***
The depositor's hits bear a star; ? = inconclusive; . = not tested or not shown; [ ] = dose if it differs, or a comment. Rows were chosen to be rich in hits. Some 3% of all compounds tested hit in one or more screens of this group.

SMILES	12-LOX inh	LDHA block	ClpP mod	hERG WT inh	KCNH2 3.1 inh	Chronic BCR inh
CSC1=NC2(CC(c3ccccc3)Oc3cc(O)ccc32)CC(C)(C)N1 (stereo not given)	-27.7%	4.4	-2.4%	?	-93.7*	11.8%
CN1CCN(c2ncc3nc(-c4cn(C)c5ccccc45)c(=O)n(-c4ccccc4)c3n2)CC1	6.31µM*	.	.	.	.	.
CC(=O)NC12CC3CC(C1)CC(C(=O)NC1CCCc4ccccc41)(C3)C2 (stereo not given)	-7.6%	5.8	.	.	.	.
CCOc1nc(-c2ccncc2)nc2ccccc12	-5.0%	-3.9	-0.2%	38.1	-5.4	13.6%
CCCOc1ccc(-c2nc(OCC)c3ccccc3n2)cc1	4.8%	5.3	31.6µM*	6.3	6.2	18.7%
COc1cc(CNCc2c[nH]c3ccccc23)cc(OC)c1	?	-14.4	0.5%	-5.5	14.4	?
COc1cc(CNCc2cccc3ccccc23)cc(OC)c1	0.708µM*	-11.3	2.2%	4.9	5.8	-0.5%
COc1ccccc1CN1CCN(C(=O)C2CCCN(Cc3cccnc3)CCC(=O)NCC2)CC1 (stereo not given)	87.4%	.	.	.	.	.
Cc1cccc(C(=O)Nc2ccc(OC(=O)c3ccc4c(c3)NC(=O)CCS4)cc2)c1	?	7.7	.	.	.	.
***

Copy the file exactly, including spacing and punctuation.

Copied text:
The depositor's hits bear a star; ? = inconclusive; . = not tested or not shown; [ ] = dose if it differs, or a comment. Rows were chosen to be rich in hits. Some 3% of all compounds tested hit in one or more screens of this group.

SMILES	12-LOX inh	LDHA block	ClpP mod	hERG WT inh	KCNH2 3.1 inh	Chronic BCR inh
CSC1=NC2(CC(c3ccccc3)Oc3cc(O)ccc32)CC(C)(C)N1 (stereo not given)	-27.7%	4.4	-2.4%	?	-93.7*	11.8%
CN1CCN(c2ncc3nc(-c4cn(C)c5ccccc45)c(=O)n(-c4ccccc4)c3n2)CC1	6.31µM*	.	.	.	.	.
CC(=O)NC12CC3CC(C1)CC(C(=O)NC1CCCc4ccccc41)(C3)C2 (stereo not given)	-7.6%	5.8	.	.	.	.
CCOc1nc(-c2ccncc2)nc2ccccc12	-5.0%	-3.9	-0.2%	38.1	-5.4	13.6%
CCCOc1ccc(-c2nc(OCC)c3ccccc3n2)cc1	4.8%	5.3	31.6µM*	6.3	6.2	18.7%
COc1cc(CNCc2c[nH]c3ccccc23)cc(OC)c1	?	-14.4	0.5%	-5.5	14.4	?
COc1cc(CNCc2cccc3ccccc23)cc(OC)c1	0.708µM*	-11.3	2.2%	4.9	5.8	-0.5%
COc1ccccc1CN1CCN(C(=O)C2CCCN(Cc3cccnc3)CCC(=O)NCC2)CC1 (stereo not given)	87.4%	.	.	.	.	.
Cc1cccc(C(=O)Nc2ccc(OC(=O)c3ccc4c(c3)NC(=O)CCS4)cc2)c1	?	7.7	.	.	.	.